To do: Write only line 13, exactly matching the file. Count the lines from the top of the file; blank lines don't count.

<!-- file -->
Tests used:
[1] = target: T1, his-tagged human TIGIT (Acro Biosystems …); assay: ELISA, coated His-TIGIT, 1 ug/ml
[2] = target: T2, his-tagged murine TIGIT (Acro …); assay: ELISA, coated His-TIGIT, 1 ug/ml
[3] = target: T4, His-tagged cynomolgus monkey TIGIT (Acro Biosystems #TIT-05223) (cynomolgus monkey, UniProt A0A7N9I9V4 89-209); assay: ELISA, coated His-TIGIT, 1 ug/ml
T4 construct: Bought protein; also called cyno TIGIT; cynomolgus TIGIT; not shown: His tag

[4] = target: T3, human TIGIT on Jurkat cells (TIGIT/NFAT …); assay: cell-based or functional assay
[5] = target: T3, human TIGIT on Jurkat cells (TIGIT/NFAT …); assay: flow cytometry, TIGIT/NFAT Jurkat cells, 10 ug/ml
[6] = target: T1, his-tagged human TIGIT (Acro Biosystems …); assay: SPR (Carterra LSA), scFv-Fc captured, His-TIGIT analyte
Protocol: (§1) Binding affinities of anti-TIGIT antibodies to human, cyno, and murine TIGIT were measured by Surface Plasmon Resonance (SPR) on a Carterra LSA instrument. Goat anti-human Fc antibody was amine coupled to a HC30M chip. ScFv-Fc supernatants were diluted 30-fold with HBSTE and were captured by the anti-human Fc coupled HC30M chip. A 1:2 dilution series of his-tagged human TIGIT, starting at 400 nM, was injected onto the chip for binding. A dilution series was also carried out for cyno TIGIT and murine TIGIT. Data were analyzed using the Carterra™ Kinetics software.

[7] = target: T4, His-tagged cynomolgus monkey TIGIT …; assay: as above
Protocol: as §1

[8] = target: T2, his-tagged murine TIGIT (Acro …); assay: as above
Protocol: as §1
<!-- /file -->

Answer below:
Protocol: as §1